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Commentary: Chris Whittle's New Ipo Deserves A D


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Commentary: Chris Whittle's New IPO Deserves a D-

Chris Whittle's ambitious quest to make money running public schools should be about to pay off. After all, the public is clamoring for charter schools and other schemes to improve U.S. education. And the 52-year-old entrepreneur's Edison Schools Inc. has been working on such issues for a decade. But the fine print on Whittle's preliminary prospectus to issue $172.5 million worth of Edison stock--including details about executive compensation and the founder's personal finances--suggests that this deal deserves to flunk.

Edison runs 51 public schools now and plans to have 77 under contract this fall. But President and CEO Whittle has not proved that he can make a profit from privatized public schools. As the prospectus acknowledges: "We are not certain when we will become profitable, if at all." It shows that Edison lost almost $51 million on revenues of $132.8 million in the year ending June 30, including a $22 million charge to reissue stock options. Since inception, it has lost $112 million. Edison needs cash--and fast. So does Whittle, who must repay a personal loan by Aug. 30 or risk losing part of his 15% stake in the company.

The question is when it will start to pay off. On the positive side, the loss per student, before those stock charges, has fallen from $3,927 in 1996 to $603 last year, which suggests that Edison is starting to realize some economies of scale. Whittle won't say how many schools or pupils it needs to break even.

The prospectus cites a need for 20 new principals and 750 teachers this fall alone. And, though there's a teacher shortage, Edison is trying to fill jobs with longer days, fewer holidays, and more pressure to perform than at ordinary public schools.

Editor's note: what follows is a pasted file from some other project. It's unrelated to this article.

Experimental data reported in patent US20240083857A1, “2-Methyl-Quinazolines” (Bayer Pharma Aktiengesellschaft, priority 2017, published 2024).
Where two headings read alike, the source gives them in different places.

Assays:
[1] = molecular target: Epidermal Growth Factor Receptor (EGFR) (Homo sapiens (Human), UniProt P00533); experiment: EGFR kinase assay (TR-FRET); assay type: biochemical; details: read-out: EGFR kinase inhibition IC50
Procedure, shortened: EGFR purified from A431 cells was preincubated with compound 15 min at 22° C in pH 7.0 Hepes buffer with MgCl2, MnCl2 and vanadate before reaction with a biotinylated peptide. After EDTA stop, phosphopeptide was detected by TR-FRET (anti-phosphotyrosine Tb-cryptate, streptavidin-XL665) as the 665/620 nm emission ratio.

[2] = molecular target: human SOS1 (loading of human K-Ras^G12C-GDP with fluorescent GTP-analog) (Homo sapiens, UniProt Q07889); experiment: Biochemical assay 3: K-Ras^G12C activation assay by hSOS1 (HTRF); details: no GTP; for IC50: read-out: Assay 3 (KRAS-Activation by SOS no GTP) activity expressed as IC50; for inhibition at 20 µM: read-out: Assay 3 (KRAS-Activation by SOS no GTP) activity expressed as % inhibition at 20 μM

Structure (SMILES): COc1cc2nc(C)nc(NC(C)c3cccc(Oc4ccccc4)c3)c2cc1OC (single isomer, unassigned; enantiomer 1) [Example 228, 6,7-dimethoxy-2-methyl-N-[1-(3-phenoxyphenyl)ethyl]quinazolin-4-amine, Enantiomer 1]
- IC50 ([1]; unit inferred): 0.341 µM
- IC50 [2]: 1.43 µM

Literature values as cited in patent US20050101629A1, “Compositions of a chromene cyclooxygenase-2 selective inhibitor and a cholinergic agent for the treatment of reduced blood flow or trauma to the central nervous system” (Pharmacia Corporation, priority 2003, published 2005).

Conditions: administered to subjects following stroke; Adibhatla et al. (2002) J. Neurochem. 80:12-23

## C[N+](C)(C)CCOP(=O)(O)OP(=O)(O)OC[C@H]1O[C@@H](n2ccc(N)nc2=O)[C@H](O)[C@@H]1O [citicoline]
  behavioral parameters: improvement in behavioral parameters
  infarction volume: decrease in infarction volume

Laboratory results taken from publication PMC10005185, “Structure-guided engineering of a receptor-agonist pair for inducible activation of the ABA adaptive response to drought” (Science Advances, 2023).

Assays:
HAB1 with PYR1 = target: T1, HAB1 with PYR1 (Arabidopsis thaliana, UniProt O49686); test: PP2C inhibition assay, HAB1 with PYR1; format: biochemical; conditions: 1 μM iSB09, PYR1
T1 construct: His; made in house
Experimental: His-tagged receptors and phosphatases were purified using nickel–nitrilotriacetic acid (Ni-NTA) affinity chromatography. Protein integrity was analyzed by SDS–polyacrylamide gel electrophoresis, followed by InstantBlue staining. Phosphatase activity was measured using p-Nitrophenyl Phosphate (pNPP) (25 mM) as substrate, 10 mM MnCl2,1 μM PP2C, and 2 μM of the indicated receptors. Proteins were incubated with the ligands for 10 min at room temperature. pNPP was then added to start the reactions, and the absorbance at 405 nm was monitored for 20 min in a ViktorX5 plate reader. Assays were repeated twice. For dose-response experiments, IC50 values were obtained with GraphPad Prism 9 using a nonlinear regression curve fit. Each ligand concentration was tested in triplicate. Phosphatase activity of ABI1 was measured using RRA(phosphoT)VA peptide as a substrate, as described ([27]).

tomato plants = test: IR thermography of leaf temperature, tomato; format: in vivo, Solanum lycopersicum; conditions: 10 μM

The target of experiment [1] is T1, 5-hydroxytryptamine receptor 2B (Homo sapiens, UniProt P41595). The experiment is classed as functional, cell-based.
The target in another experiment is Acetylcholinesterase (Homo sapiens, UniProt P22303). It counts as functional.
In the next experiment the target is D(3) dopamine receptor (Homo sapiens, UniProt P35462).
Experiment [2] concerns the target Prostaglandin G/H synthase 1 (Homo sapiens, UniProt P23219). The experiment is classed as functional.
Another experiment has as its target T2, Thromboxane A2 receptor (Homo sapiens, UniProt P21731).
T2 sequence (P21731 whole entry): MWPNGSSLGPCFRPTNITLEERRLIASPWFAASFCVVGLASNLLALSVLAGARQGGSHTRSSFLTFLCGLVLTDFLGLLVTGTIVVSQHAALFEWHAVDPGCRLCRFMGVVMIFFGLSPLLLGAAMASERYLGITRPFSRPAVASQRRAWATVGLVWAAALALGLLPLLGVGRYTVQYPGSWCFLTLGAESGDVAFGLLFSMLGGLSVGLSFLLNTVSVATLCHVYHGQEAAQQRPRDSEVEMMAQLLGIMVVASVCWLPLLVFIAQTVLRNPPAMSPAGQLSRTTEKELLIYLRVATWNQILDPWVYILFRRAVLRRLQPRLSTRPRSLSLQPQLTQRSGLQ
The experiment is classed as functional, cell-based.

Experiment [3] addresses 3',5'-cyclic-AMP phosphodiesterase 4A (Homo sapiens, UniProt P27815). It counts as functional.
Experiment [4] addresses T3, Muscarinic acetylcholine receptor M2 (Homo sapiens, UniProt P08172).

Some analysts argue that, at best, Edison will be lucky to get a 3% profit margin from school operations. "It's not at all evident that any of these places will make money," says Max B. Sawicky, an economist at the left-leaning Economic Policy Institute. (Teacher unions have been Edison's most vocal critics.)

Edison, which signed its first schools in 1995, was to be Whittle's comeback after he sold debt-plagued Whittle Communications to K-III Communications Corp. in 1994. He persuaded former Yale University President Benno C. Schmidt Jr. to become Edison's first CEO in 1992 with a relatively modest salary that hit $296,636 last year. But the company also gave Schmidt, now chairman, low-interest loans amounting to $1.8 million, which he doesn't have to repay until next year. He also gets $2.5 million if he loses his job, plus up to two years' salary.SMALL POTATOES? Whittle's base salary last year was the same as Schmidt's, but he has also received more than $1 million from Edison for "professional services" since 1995 as the sole shareholder of WSI Inc. The prospectus also states that the company will offer Whittle a $5.6 million loan to buy 1.45 million shares at $1.50 each and pay any related taxes. Whittle will see many of those shares vest if the IPO commands at least $8 a share. The price sounds low, when you consider that WSI has options to buy 850,000 common shares at $10 each and another million at $20 each. While the company has not yet disclosed how many shares it will sell or when, both Whittle and Schmidt are expected to walk away with millions.

O.K., that's small potatoes in the era of overnight Internet billionaires. What should trouble investors, though, is thefact that both Whittle and WSI have pledged "all of their Direct and indirect interests in Edison to secure personal obligations" for an undisclosed amount to Morgan Guaranty Trust Co. If Whittle doesn't deliver when those debts come due on Aug. 30, the prospectus says, those shares will fall into the bankers' hands. That could give Whittle's bankers a big say in Edison's future.

Perhaps none of this would matter if Edison were clearly about to pay off. The company claims that its students gain an average of five percentage points on standardized tests. The American Federation of Teachers, among others, has challenged such claims with tests that point to more mixed results. Whittle may prove that Edison can pay off. But the brighter students of the markets will find better returns elsewhere.By Diane Brady


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